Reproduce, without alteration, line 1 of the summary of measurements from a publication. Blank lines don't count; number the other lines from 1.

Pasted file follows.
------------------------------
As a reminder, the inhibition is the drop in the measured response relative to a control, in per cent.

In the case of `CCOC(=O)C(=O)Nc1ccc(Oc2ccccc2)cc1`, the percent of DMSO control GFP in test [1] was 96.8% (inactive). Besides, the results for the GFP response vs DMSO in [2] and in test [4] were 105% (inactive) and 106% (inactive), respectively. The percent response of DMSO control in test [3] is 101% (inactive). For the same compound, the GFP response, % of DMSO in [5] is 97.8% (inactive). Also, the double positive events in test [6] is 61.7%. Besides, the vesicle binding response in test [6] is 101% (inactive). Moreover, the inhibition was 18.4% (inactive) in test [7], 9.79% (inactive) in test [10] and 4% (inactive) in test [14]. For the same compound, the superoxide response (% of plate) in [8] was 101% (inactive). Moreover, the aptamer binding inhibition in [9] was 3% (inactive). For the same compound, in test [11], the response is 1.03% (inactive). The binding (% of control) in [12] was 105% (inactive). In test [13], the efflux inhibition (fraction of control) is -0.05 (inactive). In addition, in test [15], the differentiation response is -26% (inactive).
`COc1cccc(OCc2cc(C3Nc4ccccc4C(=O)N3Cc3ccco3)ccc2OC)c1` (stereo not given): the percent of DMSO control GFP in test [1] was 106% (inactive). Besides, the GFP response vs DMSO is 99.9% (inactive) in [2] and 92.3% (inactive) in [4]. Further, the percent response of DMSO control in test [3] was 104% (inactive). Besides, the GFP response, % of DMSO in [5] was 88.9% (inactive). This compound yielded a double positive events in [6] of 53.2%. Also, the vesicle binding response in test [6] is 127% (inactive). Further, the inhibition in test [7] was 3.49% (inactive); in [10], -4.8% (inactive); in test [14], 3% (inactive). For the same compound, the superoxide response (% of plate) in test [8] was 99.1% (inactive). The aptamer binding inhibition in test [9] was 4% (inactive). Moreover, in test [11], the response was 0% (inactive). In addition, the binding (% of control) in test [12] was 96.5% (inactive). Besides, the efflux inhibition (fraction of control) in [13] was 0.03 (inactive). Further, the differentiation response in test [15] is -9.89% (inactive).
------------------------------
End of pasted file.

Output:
As a reminder, the inhibition is the drop in the measured response relative to a control, in per cent.